Should it be found to have been negligent, the Big Five firm is considered to be the most cost-effective target for action by a group of 2,000 creditors.
KPMG was auditor from 1986 until the insurer was brought down last month.
At a meeting yesterday, City law firm Class Law launched the Creditors of Independent Insurance Group saying it would be able to raise the £1m necessary to allow a class action.
Stephen Alexander, a partner at Class Law, said one of the best chances of recovering funds would be if KPMG were found to have acted negligently. Alexander, who said he would begin the process with an open mind, also identified the Department of Trade and Industry and the Financial Services Authority.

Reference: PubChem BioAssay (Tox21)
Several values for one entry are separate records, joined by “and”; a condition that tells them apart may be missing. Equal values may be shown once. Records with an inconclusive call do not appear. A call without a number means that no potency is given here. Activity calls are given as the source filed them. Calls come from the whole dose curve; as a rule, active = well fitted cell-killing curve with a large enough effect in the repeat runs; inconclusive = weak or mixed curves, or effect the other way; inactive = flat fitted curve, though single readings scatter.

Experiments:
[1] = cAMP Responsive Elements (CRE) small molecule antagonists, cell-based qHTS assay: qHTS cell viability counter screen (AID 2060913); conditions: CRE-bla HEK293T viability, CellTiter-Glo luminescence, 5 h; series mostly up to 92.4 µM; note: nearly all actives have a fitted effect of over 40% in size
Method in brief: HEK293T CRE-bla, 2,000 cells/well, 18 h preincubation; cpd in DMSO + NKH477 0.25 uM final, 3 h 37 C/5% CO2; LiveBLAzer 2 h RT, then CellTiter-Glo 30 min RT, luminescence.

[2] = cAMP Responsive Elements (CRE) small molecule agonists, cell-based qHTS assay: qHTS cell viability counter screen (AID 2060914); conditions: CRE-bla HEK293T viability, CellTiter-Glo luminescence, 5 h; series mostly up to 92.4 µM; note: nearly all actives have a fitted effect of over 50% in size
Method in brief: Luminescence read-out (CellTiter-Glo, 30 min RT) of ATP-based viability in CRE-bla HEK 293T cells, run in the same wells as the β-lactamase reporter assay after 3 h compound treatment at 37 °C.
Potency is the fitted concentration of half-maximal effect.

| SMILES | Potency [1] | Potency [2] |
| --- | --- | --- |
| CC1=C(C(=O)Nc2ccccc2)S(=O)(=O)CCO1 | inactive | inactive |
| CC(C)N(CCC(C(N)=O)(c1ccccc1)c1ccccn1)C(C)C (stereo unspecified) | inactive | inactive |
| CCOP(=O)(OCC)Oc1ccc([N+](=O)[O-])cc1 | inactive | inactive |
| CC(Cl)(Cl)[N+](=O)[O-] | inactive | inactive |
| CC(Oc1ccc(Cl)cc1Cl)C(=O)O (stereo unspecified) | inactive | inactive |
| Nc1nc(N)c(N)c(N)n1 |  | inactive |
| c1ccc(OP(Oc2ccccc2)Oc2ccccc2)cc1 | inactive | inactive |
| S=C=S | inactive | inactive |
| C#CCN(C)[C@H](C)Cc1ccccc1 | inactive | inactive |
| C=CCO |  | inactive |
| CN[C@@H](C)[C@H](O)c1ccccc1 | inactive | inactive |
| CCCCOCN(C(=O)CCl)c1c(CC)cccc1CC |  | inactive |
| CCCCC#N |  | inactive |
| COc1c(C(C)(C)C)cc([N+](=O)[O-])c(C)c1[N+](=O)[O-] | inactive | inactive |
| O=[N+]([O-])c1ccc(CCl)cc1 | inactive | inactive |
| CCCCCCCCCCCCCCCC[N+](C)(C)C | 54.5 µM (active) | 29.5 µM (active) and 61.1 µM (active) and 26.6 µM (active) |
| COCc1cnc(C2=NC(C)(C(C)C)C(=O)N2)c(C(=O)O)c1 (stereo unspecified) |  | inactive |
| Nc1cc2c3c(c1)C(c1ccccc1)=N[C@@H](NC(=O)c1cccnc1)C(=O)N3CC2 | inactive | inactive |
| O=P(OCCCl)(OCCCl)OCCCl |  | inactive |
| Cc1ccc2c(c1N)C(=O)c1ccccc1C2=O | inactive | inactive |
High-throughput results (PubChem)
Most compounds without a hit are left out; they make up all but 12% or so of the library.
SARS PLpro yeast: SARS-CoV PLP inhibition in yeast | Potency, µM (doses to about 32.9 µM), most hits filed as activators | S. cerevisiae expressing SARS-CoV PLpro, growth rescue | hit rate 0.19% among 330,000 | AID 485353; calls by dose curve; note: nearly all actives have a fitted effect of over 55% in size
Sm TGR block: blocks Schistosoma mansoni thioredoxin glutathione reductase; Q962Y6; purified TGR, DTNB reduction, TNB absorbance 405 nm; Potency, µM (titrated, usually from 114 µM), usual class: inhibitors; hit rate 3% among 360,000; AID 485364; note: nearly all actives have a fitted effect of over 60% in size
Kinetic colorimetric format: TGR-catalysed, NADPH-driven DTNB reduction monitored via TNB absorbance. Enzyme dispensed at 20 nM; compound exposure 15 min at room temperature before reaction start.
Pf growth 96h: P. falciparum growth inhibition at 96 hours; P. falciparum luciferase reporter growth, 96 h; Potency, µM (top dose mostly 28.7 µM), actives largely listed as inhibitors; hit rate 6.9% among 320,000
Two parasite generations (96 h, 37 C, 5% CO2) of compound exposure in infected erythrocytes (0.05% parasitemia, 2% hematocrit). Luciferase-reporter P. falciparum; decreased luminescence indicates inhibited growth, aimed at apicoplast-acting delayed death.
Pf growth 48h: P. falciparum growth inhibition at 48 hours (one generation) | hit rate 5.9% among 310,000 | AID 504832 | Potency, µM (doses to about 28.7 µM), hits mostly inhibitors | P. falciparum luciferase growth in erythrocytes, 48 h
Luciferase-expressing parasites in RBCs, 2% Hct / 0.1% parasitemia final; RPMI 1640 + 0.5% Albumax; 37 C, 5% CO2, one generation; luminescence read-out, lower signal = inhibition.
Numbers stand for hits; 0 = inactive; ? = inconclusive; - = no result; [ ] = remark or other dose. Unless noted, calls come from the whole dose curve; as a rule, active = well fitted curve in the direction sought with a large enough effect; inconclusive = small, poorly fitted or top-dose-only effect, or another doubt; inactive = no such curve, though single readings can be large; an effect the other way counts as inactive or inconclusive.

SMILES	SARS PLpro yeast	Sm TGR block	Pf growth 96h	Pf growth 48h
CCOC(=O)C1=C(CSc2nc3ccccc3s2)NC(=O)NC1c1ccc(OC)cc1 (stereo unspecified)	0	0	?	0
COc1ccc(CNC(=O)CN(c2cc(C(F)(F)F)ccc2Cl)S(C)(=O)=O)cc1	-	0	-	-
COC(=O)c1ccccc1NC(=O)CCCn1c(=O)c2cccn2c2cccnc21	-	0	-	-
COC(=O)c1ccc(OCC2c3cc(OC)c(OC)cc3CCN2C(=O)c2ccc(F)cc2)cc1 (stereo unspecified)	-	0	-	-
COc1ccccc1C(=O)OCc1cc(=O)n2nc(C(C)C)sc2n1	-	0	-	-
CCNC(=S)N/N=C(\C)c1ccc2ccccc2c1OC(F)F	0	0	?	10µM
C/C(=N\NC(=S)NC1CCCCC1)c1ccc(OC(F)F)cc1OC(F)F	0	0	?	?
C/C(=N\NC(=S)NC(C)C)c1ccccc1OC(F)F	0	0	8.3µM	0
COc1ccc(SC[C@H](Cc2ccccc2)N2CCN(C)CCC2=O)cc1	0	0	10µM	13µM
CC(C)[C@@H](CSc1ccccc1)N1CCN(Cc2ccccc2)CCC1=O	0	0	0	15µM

Independent appointed liquidators last week following its decision to suspend the writing of new business the previous week.
Initial concerns over the state of the insurer arose in May when external actuaries from Watson Wyatt found large claims had not been entered into the insurer’s accounting system. Watson Wyatt had previously provided Independent’s actuarial certificate and KPMG had signed off its 2000 accounts.
In December last year Independent was valued at nearly £1bn.
Meanwhile, the FSA has said it was Independent’s own decision to stop writing new business and declare bankruptcy. The comments followed reports that a former director had said the FSA forced Independent to make the decisions.
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